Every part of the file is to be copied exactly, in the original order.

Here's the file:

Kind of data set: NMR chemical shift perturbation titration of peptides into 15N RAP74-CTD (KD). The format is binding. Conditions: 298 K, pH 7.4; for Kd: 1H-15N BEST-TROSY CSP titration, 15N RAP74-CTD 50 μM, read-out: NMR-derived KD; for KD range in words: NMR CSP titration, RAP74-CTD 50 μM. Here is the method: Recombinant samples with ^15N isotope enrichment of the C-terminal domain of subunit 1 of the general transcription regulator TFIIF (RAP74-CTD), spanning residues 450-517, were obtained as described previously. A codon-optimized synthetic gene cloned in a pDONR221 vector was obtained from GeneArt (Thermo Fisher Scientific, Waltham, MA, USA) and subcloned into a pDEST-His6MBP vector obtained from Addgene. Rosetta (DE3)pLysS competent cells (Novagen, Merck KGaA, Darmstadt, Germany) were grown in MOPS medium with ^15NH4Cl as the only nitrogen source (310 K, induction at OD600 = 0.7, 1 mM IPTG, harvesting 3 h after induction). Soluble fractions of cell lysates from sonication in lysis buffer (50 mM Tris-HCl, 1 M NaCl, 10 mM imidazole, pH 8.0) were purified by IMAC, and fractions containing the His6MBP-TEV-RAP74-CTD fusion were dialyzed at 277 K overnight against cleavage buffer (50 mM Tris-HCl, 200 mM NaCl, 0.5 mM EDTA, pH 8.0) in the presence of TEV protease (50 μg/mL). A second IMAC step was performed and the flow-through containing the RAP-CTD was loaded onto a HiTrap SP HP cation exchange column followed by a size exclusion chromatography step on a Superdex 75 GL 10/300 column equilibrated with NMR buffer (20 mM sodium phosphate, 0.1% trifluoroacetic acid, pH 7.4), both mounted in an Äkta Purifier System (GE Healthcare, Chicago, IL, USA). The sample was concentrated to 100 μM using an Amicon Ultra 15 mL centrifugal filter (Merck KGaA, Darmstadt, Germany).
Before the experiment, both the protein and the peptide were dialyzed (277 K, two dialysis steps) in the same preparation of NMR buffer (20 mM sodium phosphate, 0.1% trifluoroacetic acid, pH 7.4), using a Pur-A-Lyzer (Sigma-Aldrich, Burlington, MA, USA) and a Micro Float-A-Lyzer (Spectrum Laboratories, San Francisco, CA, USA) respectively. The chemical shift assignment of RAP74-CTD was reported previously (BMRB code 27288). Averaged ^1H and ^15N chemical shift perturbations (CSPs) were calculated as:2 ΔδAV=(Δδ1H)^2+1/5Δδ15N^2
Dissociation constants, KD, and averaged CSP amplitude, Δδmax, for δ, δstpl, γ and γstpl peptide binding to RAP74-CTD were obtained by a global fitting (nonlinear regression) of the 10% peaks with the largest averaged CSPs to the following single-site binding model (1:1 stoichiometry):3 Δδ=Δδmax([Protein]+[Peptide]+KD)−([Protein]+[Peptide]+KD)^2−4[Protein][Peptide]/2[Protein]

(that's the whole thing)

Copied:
Kind of data set: NMR chemical shift perturbation titration of peptides into 15N RAP74-CTD (KD). The format is binding. Conditions: 298 K, pH 7.4; for Kd: 1H-15N BEST-TROSY CSP titration, 15N RAP74-CTD 50 μM, read-out: NMR-derived KD; for KD range in words: NMR CSP titration, RAP74-CTD 50 μM. Here is the method: Recombinant samples with ^15N isotope enrichment of the C-terminal domain of subunit 1 of the general transcription regulator TFIIF (RAP74-CTD), spanning residues 450-517, were obtained as described previously. A codon-optimized synthetic gene cloned in a pDONR221 vector was obtained from GeneArt (Thermo Fisher Scientific, Waltham, MA, USA) and subcloned into a pDEST-His6MBP vector obtained from Addgene. Rosetta (DE3)pLysS competent cells (Novagen, Merck KGaA, Darmstadt, Germany) were grown in MOPS medium with ^15NH4Cl as the only nitrogen source (310 K, induction at OD600 = 0.7, 1 mM IPTG, harvesting 3 h after induction). Soluble fractions of cell lysates from sonication in lysis buffer (50 mM Tris-HCl, 1 M NaCl, 10 mM imidazole, pH 8.0) were purified by IMAC, and fractions containing the His6MBP-TEV-RAP74-CTD fusion were dialyzed at 277 K overnight against cleavage buffer (50 mM Tris-HCl, 200 mM NaCl, 0.5 mM EDTA, pH 8.0) in the presence of TEV protease (50 μg/mL). A second IMAC step was performed and the flow-through containing the RAP-CTD was loaded onto a HiTrap SP HP cation exchange column followed by a size exclusion chromatography step on a Superdex 75 GL 10/300 column equilibrated with NMR buffer (20 mM sodium phosphate, 0.1% trifluoroacetic acid, pH 7.4), both mounted in an Äkta Purifier System (GE Healthcare, Chicago, IL, USA). The sample was concentrated to 100 μM using an Amicon Ultra 15 mL centrifugal filter (Merck KGaA, Darmstadt, Germany).
Before the experiment, both the protein and the peptide were dialyzed (277 K, two dialysis steps) in the same preparation of NMR buffer (20 mM sodium phosphate, 0.1% trifluoroacetic acid, pH 7.4), using a Pur-A-Lyzer (Sigma-Aldrich, Burlington, MA, USA) and a Micro Float-A-Lyzer (Spectrum Laboratories, San Francisco, CA, USA) respectively. The chemical shift assignment of RAP74-CTD was reported previously (BMRB code 27288). Averaged ^1H and ^15N chemical shift perturbations (CSPs) were calculated as:2 ΔδAV=(Δδ1H)^2+1/5Δδ15N^2
Dissociation constants, KD, and averaged CSP amplitude, Δδmax, for δ, δstpl, γ and γstpl peptide binding to RAP74-CTD were obtained by a global fitting (nonlinear regression) of the 10% peaks with the largest averaged CSPs to the following single-site binding model (1:1 stoichiometry):3 Δδ=Δδmax([Protein]+[Peptide]+KD)−([Protein]+[Peptide]+KD)^2−4[Protein][Peptide]/2[Protein]